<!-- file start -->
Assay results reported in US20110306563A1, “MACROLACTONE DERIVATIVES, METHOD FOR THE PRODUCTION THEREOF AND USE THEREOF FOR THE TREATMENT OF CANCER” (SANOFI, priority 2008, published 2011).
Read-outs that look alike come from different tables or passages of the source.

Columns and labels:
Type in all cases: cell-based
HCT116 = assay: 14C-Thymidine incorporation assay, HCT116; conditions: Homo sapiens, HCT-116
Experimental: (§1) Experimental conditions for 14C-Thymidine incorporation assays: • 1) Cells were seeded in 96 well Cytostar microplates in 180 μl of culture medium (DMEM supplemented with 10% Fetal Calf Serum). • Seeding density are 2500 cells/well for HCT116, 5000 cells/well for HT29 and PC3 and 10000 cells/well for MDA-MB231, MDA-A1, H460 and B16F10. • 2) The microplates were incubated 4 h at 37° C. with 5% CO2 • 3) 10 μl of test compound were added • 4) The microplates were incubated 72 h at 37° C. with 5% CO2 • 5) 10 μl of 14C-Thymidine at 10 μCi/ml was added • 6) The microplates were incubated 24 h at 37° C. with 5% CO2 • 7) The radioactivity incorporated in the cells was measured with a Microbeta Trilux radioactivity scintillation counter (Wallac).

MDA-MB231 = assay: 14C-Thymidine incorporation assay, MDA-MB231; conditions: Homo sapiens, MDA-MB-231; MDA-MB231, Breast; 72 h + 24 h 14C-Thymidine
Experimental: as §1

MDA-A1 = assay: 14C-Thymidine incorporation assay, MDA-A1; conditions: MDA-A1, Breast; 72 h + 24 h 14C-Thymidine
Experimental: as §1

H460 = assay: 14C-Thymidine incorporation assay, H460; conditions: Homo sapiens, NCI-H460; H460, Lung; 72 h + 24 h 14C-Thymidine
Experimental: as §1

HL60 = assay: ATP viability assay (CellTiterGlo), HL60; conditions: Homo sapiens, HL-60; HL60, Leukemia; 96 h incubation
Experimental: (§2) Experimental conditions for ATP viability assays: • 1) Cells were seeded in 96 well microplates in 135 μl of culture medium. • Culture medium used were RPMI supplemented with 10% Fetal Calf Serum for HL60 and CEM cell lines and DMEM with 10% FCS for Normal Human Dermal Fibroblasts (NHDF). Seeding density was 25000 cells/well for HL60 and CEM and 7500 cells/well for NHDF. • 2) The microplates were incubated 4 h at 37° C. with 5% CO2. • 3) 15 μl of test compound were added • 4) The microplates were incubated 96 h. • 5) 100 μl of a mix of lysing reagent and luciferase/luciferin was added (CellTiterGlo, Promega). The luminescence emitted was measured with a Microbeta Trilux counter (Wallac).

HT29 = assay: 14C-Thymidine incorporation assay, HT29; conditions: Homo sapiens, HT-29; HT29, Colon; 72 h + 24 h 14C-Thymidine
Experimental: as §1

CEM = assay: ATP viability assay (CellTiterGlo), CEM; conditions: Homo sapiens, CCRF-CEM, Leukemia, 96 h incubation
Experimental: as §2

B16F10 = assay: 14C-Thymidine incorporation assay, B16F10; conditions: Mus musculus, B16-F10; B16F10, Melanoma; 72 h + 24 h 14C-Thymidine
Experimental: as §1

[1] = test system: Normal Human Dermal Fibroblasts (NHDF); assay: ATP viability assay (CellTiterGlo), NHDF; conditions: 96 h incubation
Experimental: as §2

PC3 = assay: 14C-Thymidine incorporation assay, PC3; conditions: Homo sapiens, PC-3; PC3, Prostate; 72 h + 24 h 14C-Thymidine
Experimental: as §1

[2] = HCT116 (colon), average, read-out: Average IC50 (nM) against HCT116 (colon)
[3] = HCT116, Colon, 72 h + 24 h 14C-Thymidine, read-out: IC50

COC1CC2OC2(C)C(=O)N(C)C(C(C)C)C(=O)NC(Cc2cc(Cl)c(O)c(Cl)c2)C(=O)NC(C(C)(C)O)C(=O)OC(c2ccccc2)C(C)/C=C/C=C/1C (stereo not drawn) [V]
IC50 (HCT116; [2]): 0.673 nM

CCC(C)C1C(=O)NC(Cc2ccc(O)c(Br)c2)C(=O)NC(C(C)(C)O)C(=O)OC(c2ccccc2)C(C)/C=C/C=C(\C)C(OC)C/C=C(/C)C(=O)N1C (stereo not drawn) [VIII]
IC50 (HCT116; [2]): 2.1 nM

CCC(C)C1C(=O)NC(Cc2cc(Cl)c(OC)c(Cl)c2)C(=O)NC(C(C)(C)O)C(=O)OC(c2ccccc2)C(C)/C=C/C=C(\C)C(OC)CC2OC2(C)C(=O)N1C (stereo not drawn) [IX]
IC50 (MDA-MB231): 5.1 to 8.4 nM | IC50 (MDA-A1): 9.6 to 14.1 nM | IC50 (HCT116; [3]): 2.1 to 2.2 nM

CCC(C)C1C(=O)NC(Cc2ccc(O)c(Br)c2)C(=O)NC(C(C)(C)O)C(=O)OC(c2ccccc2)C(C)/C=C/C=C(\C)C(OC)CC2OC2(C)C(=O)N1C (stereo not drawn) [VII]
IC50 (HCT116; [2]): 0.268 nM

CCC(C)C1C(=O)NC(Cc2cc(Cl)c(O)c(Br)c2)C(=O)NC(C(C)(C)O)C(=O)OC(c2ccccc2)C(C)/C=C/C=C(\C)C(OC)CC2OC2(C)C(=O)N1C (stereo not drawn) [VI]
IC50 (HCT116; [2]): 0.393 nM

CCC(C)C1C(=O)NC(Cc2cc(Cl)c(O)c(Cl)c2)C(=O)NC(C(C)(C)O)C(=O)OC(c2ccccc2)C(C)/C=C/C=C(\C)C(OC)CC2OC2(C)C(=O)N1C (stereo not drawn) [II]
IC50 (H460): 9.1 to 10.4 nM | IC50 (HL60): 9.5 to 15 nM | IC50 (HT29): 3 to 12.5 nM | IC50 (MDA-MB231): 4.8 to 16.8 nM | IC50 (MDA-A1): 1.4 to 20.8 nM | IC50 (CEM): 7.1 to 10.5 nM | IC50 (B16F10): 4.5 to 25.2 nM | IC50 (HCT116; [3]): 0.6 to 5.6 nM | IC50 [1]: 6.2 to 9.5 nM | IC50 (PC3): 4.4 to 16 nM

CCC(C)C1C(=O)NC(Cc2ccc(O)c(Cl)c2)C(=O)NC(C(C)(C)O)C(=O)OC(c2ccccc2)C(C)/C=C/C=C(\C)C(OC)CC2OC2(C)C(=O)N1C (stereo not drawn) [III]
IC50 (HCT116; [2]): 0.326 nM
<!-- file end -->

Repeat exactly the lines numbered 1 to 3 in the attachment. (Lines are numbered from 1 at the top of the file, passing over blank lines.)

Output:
Assay results reported in US20110306563A1, “MACROLACTONE DERIVATIVES, METHOD FOR THE PRODUCTION THEREOF AND USE THEREOF FOR THE TREATMENT OF CANCER” (SANOFI, priority 2008, published 2011).
Read-outs that look alike come from different tables or passages of the source.

Columns and labels: